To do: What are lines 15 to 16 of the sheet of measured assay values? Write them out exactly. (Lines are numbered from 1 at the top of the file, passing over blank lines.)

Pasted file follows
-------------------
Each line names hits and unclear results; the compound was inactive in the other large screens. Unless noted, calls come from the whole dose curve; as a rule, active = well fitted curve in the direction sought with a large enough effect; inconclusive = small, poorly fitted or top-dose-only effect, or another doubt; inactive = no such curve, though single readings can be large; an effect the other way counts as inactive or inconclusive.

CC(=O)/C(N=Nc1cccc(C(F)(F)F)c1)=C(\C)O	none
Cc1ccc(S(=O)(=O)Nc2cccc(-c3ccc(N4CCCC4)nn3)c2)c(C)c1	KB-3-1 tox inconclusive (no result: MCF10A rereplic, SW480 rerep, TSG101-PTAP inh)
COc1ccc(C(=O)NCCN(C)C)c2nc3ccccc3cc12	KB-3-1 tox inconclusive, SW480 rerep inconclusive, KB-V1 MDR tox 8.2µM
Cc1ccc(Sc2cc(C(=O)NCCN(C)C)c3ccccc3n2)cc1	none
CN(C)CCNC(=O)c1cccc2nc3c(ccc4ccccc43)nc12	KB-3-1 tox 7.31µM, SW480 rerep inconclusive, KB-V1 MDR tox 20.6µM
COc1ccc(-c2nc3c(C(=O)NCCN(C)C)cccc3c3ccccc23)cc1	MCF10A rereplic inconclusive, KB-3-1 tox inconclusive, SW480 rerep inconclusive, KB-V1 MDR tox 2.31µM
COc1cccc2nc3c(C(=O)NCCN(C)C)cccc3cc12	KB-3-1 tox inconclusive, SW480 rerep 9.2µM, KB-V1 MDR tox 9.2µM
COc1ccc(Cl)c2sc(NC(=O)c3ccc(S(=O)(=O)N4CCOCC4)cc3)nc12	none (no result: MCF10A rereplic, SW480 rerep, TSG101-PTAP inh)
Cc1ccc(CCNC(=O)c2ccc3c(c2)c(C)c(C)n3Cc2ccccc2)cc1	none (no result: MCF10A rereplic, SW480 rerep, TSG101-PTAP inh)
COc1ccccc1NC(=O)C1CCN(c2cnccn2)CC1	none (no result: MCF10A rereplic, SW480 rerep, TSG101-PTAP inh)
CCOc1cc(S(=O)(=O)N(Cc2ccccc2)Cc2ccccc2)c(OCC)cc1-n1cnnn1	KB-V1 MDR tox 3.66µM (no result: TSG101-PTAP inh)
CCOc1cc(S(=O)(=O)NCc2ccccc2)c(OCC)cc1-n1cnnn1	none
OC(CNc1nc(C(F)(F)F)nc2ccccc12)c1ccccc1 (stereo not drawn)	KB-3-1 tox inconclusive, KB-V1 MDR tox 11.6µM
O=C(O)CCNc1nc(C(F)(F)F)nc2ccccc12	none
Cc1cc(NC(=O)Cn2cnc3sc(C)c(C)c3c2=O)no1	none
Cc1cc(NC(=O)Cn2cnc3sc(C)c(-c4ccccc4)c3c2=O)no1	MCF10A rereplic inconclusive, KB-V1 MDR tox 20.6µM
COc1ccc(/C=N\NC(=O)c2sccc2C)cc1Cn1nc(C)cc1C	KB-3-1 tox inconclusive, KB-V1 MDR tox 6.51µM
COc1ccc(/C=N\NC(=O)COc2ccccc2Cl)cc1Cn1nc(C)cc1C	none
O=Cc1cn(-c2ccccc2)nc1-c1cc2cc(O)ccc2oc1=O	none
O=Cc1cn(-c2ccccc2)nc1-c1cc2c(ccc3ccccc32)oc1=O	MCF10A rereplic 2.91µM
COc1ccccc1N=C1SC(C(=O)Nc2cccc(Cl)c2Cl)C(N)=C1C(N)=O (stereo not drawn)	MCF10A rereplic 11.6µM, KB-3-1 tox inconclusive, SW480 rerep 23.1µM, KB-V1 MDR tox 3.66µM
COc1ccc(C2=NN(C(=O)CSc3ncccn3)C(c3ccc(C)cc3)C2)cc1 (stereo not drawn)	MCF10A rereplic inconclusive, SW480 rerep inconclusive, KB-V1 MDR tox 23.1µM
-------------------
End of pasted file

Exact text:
O=C(O)CCNc1nc(C(F)(F)F)nc2ccccc12	none
Cc1cc(NC(=O)Cn2cnc3sc(C)c(C)c3c2=O)no1	none